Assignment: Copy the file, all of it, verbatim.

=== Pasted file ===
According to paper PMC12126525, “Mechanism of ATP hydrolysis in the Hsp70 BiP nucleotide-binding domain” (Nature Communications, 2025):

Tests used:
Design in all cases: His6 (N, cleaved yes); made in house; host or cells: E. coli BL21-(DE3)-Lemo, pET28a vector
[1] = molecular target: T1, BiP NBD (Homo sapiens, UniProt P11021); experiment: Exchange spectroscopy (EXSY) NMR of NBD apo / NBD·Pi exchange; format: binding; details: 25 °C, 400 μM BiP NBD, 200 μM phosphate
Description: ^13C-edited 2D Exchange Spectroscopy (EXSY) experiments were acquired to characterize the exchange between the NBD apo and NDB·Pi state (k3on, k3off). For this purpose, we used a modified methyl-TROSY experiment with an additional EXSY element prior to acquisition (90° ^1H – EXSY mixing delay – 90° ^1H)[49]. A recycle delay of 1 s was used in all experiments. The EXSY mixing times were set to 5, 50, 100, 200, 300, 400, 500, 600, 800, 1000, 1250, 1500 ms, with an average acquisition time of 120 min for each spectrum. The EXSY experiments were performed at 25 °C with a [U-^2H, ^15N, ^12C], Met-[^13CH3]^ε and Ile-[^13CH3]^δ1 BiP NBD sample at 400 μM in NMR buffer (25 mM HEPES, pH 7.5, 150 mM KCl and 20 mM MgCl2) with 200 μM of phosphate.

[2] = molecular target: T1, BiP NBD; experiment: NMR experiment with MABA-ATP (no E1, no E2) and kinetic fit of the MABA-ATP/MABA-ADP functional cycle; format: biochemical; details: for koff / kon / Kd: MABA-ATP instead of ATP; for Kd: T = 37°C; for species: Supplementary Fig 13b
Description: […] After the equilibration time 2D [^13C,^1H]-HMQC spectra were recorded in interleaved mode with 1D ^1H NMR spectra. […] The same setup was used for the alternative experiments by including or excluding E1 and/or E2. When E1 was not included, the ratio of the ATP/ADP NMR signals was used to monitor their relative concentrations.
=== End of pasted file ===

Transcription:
According to paper PMC12126525, “Mechanism of ATP hydrolysis in the Hsp70 BiP nucleotide-binding domain” (Nature Communications, 2025):

Tests used:
Design in all cases: His6 (N, cleaved yes); made in house; host or cells: E. coli BL21-(DE3)-Lemo, pET28a vector
[1] = molecular target: T1, BiP NBD (Homo sapiens, UniProt P11021); experiment: Exchange spectroscopy (EXSY) NMR of NBD apo / NBD·Pi exchange; format: binding; details: 25 °C, 400 μM BiP NBD, 200 μM phosphate
Description: ^13C-edited 2D Exchange Spectroscopy (EXSY) experiments were acquired to characterize the exchange between the NBD apo and NDB·Pi state (k3on, k3off). For this purpose, we used a modified methyl-TROSY experiment with an additional EXSY element prior to acquisition (90° ^1H – EXSY mixing delay – 90° ^1H)[49]. A recycle delay of 1 s was used in all experiments. The EXSY mixing times were set to 5, 50, 100, 200, 300, 400, 500, 600, 800, 1000, 1250, 1500 ms, with an average acquisition time of 120 min for each spectrum. The EXSY experiments were performed at 25 °C with a [U-^2H, ^15N, ^12C], Met-[^13CH3]^ε and Ile-[^13CH3]^δ1 BiP NBD sample at 400 μM in NMR buffer (25 mM HEPES, pH 7.5, 150 mM KCl and 20 mM MgCl2) with 200 μM of phosphate.

[2] = molecular target: T1, BiP NBD; experiment: NMR experiment with MABA-ATP (no E1, no E2) and kinetic fit of the MABA-ATP/MABA-ADP functional cycle; format: biochemical; details: for koff / kon / Kd: MABA-ATP instead of ATP; for Kd: T = 37°C; for species: Supplementary Fig 13b
Description: […] After the equilibration time 2D [^13C,^1H]-HMQC spectra were recorded in interleaved mode with 1D ^1H NMR spectra. […] The same setup was used for the alternative experiments by including or excluding E1 and/or E2. When E1 was not included, the ratio of the ATP/ADP NMR signals was used to monitor their relative concentrations.